GKID: No formal vocal training, although I think I could stand to learn a thing or a million from something like that. I recently had to step back and look at my vocals, to try and understand and develop them and myself in the wake of the next level I want to take my work to. David Bowie, Zach Condon (Beirut), Robin Pecknold (Fleet Foxes) and Héloïse Letissier (Christine and The Queens) would all number among my favourite vocalists. What aspects of their actual styles, and the styles of others, that I have adopted I do not know. What I do know, however, is that the distinct and individual nature of their performances is awe-inspiring. I approach vocals to try and find the performance that is truest to what I believe Ghostking is Dead to be.

REMY: I’m interested in your live set up on stage, is it minimalist out of practicality, and do you use / hope to use visuals? Also, while we’re touching on the live music side of things, which venue would you consider Cork’s best kept secret right now?

GKID: It’s always jarring to transition from a long-term solo environment to a band environment, but for my live ambitions I have had to do just that. I am blessed with an ensemble of hardworking and skilled musicians who make what I conjure in my head a reality that can be communicated. I want to begin to utilize every member in a more meaningful way now: JJ is more than a bass player and giving him the opportunity to do some vocals live, to speak to the crowd, has coloured a blank space I didn’t know existed. Chris (the drummer) is a fantastic all-round musician, vocalist, keys player, it goes on and on. Neil has always been two steps ahead of any direction I could give. Samples and vocal modulation are aspects that come and go but are soon becoming a more permanent part of the setup. The balance between my vision and practicality is difficult, but I grow closer every show. As for live visuals, it currently sits at the centre of my mind, a vital piece of the puzzle that I have somehow dodged this far. I’ve been inspired by bands like Messyng, who’s visual element is mesmerising. I intend on making it everything it is possible for it to be.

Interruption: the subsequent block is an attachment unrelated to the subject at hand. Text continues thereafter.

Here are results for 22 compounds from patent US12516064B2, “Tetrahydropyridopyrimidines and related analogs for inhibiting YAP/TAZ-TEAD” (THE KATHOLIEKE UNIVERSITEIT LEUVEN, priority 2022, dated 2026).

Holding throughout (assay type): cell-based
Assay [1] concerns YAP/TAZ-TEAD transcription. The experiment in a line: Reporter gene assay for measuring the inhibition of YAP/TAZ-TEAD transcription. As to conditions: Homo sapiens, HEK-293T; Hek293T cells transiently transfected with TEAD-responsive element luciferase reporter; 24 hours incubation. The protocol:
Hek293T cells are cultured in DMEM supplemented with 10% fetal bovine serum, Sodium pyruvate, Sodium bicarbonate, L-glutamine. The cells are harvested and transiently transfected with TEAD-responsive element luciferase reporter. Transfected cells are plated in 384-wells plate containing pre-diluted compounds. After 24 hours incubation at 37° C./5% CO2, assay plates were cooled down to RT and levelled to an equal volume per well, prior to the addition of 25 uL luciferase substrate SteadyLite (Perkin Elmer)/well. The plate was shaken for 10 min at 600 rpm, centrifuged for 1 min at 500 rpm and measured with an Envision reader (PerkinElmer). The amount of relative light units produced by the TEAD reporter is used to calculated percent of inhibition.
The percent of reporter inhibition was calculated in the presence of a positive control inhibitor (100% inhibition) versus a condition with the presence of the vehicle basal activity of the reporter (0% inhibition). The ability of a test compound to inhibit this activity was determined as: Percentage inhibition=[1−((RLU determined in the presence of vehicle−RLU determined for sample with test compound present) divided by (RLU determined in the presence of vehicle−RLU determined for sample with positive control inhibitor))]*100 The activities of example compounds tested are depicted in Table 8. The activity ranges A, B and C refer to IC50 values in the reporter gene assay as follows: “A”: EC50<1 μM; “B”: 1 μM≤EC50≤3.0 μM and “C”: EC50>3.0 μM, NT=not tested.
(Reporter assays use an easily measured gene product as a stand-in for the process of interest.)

As for best kept secrets, well, I don’t think there are very many. I will however say that I think The Roundy is under-utilised. The venue that is home to Plugd Records has housed some great shows of late, and although I’ve never played it myself, it’s a pretty hip spot.

Ghostking Is Dead - Hausu Records

REMY: You’re part of a brand new independent music collective in Cork called Hausu, tell us a bit about it and why you felt it was something you wanted to be a part of?

GKID: Hausu is family. It was from the beginning and always will be. It’s a humbling experience to be surrounded by such incredible artists, to be so close and work together. We held a listening party, for my own new project and also other completed projects, yet to be released by other Hausu personnel. It was a phenomenal experience, where we got to get a herd of people who we admire, respect and love into a house and share what we have made. To feel so connected to other people’s work, to share in that emotion, to help one another develop, and to speed our own development through co-operation. That’s what Hausu is. It’s a star on the horizon for me, a promise of a bright future.